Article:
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Charity’s 76-metre high wind turbine plan has Cambuslang residents up-in-arms

Campaigners are up in arms after a planning application was lodged for a controversial wind turbine in Cambuslang.

Rutherglen-based charitable trust Healthy ‘n’ Happy this week asked South Lanarkshire Council’s planning committee to agree their request to erect a 76-metre turbine.

But residents of Loanend and Flemington Farm Cottages hit out at the planning process.

Liisa Hepworth, a spokesperson for the residents, said: “Our community is in shock.

“A 50-metre mast, which is meant to monitor wind conditions and help determine whether a turbine is suitable, was only erected on Friday.

“How can that data possibly be established after only a couple of days?” said the mum-of-three.

Angry residents say the speedy application makes a mockery of the planning process.

“These masts are meant to be up for at least year to measure and assess the wind,” added Liisa, (45).

She says that the £17,000 cost of the mast came from the public purse but it has never been used for its intended purpose.

“It just appears to be a waste of public funds,” she added.

“I’ve got nothing against the charity but it’s all about money for Healthy ‘n’ Happy. They don’t care about the environmental impact or what it means to us as a community,” she said.

“This could seriously affect all of us. After all, who would want to buy a house here if there was a 76-metre turbine at the back of it?”

Now the community are organising a campaign against the proposal.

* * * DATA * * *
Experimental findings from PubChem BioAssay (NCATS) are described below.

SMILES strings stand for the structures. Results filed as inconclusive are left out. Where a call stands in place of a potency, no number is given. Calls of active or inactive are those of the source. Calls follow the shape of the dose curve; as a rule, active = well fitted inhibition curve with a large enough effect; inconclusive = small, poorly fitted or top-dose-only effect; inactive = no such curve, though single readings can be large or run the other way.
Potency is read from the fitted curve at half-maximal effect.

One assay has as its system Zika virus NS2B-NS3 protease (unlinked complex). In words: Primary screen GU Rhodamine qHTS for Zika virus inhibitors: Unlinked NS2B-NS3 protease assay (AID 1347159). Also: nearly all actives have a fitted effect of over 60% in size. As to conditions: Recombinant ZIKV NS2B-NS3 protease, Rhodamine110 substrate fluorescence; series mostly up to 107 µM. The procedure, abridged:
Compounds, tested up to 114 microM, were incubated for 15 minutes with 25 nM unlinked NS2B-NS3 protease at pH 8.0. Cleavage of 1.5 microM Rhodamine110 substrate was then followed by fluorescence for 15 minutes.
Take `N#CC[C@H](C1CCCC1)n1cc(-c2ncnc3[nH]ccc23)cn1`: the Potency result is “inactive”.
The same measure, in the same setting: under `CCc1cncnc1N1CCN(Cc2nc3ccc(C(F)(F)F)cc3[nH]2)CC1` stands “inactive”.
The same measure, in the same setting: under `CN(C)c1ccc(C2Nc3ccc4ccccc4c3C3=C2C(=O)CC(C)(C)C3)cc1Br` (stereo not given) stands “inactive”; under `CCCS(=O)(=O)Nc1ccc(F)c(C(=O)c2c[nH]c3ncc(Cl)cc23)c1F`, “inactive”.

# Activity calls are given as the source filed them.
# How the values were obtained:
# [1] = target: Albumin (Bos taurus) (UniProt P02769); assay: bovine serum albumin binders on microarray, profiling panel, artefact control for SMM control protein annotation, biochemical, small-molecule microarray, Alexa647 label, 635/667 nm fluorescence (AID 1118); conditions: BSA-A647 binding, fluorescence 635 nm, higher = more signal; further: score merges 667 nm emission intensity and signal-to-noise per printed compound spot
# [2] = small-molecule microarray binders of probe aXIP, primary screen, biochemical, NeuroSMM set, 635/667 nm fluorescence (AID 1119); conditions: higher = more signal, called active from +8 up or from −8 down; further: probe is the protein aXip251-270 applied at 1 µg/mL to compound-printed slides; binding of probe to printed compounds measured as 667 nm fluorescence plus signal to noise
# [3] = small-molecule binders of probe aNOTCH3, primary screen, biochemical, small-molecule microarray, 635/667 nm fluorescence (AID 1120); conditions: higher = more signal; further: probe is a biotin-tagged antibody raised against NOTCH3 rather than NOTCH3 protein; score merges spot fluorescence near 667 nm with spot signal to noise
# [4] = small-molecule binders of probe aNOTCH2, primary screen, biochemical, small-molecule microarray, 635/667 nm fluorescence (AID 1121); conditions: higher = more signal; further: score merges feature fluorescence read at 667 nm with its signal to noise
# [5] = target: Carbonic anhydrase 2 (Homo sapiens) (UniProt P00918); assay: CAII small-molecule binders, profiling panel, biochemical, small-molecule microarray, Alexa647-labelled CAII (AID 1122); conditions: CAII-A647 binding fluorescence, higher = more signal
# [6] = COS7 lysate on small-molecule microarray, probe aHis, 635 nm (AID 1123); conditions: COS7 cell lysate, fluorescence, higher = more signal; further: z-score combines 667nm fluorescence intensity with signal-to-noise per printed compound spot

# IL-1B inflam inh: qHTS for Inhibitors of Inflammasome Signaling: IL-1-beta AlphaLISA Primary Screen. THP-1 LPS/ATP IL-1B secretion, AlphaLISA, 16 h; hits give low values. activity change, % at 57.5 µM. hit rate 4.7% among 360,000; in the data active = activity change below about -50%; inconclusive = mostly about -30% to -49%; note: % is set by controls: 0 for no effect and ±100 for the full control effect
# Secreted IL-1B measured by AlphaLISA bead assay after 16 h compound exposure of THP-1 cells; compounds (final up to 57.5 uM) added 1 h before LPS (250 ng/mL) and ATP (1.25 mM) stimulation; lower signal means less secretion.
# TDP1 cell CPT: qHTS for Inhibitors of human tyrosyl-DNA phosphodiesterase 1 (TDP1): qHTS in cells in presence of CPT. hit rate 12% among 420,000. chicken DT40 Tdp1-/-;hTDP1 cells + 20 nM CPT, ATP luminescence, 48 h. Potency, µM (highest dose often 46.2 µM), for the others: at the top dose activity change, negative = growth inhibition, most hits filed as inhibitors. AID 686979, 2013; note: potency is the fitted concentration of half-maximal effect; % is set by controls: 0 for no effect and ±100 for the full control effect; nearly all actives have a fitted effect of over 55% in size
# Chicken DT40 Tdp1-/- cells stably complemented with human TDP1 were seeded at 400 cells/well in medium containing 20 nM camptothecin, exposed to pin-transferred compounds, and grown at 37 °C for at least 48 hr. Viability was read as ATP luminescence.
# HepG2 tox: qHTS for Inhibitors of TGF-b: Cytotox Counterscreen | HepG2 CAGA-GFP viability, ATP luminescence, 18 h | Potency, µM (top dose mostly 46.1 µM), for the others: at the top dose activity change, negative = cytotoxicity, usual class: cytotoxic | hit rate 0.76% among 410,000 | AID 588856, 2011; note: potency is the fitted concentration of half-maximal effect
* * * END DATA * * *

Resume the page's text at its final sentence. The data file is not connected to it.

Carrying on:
Liisa said: “Our opposition has the backing of Margaret Ferrier MP and we are hoping the council will listen sympathetically to our point of view.”

But Brendan Rooney, executive director of Healthy ‘n’ Happy, said the charity are “fully committed” to the wind turbine project.

“The income stream from this proposal is needed to help support our work for the benefit of the community,” he said.

“I fully understand that some people don’t like turbines in their neighbourhood but survey work we have carried out shows this is the optimum site.”

Mr Rooney said the organisation have tried to mitigate concerns that residents have.

“We have listened carefully many times to what they have to say,” he added.

He also stressed that data from the wind mast would be gathered for at least the next year in order to back their business plan for the turbine.

“The council will decide when our application will be considered and even if it is successful there is still a lot of work to be done,” he said.

“The turbine won’t be erected within one year.”

Margaret Ferrier MP said: “I want to see more energy generated from renewable sources.

“With a community initiative like this, though, it is important that members of the local area do not feel alienated and uninvolved in the process.

“Healthy ‘n’ Happy are a fantastic organisation and I would hope to see more engagement with those living near the proposed turbine before this proceeds further.”

A South Lanarkshire Council spokesman confirmed that a planning application for the turbine had been lodged.